Changes in biofilm composition and microbial water quality in drinking water distribution systems by temperature increase induced through thermal energy recovery

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Abstract

Drinking water distribution systems (DWDSs) have been thoroughly studied, but the concept of thermal energy recovery from DWDSs is very new and has been conceptualized in the past few years. Cold recovery results in a temperature increase of the drinking water. Its effects on drinking water quality and biofilm development are unclear. Hence, we studied both bulk water and biofilm phases for 232 days in two parallel pilot scale distribution systems with two temperature settings after cold recovery, 25 °C and 30 °C, and compared these with a reference pilot system without cold recovery. In all three pilot distributions systems (DSs) our results showed an initial increase in biomass (ATP) in the biofilm phase, along with occurrence of primary colonizers (Betaproteobacteriales) and subsequently a decrease in biomass and an increasing relative abundance of other microbial groups (amoeba resisting groups; Xanthobacteraceae, Legionellales), including those responsible for EPS formation in biofilms (Sphingomonadaceae). The timeline for biofilm microbial development was different for the three pilot DSs: the higher the temperature, the faster the development took place. With respect to the water phase within the three pilot DSs, major microbial contributions came from the feed water (17–100%) and unkown sources (2–80%). Random contributions of biofilm (0–70%) were seen between day 7–77. During this time period six-fold higher ATP concentration (7–11 ng/l) and two-fold higher numbers of high nucleic acid cells (5.20–5.80 × 104 cells/ml) were also observed in the effluent water from all three pilot DSs, compared to the feed water. At the end of the experimental period the microbial composition of effluent water from three pilot DSs revealed no differences, except the presence of a biofilm related microbial group (Sphingomonadaceae), within all three DSs compared to the feed water. In the biofilm phase higher temperatures initiated the growth of primary colonizing bacteria but this did not lead to differences in microbial diversity and composition at the end of the experimental period. Hence, we propose that the microbiological water quality of DWDSs with cold recovery should be monitored more frequently during the first 2–3 months of operation.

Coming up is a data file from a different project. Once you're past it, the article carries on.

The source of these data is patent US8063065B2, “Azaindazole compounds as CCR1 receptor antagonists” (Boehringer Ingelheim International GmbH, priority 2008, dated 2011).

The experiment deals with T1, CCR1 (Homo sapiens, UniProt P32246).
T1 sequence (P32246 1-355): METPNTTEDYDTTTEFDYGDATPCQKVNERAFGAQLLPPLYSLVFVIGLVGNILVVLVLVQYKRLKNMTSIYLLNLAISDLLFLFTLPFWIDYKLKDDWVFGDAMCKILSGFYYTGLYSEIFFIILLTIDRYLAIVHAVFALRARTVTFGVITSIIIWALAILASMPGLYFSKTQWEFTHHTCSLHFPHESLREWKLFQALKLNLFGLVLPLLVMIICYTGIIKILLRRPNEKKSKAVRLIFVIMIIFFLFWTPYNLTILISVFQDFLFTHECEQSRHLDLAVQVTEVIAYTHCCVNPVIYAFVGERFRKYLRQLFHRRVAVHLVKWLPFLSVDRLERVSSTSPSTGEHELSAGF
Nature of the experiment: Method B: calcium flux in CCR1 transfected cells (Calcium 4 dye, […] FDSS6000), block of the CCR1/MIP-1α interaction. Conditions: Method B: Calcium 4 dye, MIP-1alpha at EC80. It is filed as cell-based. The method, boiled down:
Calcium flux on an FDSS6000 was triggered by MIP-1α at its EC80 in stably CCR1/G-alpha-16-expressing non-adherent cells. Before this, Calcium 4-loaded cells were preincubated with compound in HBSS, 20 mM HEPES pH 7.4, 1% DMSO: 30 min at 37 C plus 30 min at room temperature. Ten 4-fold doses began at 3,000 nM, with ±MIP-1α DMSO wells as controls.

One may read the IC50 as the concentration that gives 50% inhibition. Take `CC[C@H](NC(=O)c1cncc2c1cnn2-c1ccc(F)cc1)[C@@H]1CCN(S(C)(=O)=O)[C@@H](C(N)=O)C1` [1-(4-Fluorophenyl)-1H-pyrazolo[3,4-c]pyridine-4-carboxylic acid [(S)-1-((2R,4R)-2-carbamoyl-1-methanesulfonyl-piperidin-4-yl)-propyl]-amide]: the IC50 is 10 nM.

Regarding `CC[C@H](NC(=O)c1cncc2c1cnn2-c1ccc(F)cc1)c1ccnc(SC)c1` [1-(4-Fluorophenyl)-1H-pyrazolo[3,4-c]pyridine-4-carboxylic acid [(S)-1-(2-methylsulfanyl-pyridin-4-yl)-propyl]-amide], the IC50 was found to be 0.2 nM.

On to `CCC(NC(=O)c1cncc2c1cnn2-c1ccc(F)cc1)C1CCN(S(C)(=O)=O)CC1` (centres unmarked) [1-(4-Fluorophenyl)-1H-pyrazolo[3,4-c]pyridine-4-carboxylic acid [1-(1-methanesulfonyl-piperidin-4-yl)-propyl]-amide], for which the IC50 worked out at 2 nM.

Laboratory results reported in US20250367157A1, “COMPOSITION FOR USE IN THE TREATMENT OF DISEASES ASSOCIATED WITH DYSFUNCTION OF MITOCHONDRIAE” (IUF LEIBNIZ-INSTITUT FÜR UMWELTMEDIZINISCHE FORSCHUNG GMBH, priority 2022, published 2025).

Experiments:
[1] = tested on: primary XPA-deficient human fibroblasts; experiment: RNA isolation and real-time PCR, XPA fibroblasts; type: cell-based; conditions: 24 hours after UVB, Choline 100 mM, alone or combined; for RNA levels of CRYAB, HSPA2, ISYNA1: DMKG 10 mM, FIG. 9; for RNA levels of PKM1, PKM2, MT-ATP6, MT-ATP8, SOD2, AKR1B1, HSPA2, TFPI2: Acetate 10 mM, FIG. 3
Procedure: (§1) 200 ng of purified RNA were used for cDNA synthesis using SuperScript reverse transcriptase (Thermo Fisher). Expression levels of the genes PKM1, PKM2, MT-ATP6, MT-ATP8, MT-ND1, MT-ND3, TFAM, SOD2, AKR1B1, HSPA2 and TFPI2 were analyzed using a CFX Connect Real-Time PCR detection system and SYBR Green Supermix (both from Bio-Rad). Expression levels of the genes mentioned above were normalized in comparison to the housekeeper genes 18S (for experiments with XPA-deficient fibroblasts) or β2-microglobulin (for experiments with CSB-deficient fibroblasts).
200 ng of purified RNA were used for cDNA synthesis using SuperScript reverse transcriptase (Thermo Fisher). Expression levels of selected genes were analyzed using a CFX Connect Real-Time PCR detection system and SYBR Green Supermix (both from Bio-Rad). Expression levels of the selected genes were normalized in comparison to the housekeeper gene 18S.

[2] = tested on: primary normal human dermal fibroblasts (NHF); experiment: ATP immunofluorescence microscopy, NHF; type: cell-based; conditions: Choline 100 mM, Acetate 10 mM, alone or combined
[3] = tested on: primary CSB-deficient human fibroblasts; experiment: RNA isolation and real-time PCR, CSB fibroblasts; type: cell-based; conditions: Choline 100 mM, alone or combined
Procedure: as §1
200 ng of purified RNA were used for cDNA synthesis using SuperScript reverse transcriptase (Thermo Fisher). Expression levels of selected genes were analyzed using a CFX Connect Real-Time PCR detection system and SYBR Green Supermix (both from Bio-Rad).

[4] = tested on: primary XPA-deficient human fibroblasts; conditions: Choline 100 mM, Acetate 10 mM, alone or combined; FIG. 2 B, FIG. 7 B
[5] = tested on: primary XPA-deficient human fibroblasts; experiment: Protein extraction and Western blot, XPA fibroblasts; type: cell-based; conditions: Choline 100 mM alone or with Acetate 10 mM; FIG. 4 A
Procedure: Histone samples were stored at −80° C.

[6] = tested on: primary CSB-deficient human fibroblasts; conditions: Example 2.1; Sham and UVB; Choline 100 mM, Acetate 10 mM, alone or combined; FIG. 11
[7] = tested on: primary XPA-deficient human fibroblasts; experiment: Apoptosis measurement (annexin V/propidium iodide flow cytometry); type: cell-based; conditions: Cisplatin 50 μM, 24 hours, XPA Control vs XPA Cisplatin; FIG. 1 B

Original languageEnglish
Article number110648
Pages (from-to)1-11
Number of pages11
JournalEnvironmental Research
Volume194
DOIs
Publication statusPublished - 2021

Keywords

  • Biofilm
  • Cold recovery
  • Drinking water distribution system
  • Microbial source tracking
  • Microbial water quality
  • Primary colonizers
  • Temperature increase

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